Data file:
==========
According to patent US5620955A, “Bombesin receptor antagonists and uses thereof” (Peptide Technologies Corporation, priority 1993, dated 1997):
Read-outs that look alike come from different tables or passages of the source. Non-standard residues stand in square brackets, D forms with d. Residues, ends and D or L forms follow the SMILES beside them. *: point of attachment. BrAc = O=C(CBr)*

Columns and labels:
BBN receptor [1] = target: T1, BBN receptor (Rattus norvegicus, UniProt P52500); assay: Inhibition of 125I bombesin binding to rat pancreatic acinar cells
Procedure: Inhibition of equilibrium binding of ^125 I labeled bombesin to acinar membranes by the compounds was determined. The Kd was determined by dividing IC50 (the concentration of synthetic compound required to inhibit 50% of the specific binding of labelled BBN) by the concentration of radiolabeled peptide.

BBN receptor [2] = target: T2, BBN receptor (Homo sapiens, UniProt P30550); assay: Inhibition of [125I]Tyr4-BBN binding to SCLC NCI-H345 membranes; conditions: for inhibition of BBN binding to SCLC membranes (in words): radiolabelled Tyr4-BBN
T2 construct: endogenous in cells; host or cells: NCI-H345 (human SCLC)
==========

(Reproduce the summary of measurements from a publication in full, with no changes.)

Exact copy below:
According to patent US5620955A, “Bombesin receptor antagonists and uses thereof” (Peptide Technologies Corporation, priority 1993, dated 1997):
Read-outs that look alike come from different tables or passages of the source. Non-standard residues stand in square brackets, D forms with d. Residues, ends and D or L forms follow the SMILES beside them. *: point of attachment. BrAc = O=C(CBr)*

Columns and labels:
BBN receptor [1] = target: T1, BBN receptor (Rattus norvegicus, UniProt P52500); assay: Inhibition of 125I bombesin binding to rat pancreatic acinar cells
Procedure: Inhibition of equilibrium binding of ^125 I labeled bombesin to acinar membranes by the compounds was determined. The Kd was determined by dividing IC50 (the concentration of synthetic compound required to inhibit 50% of the specific binding of labelled BBN) by the concentration of radiolabeled peptide.

BBN receptor [2] = target: T2, BBN receptor (Homo sapiens, UniProt P30550); assay: Inhibition of [125I]Tyr4-BBN binding to SCLC NCI-H345 membranes; conditions: for inhibition of BBN binding to SCLC membranes (in words): radiolabelled Tyr4-BBN
T2 construct: endogenous in cells; host or cells: NCI-H345 (human SCLC)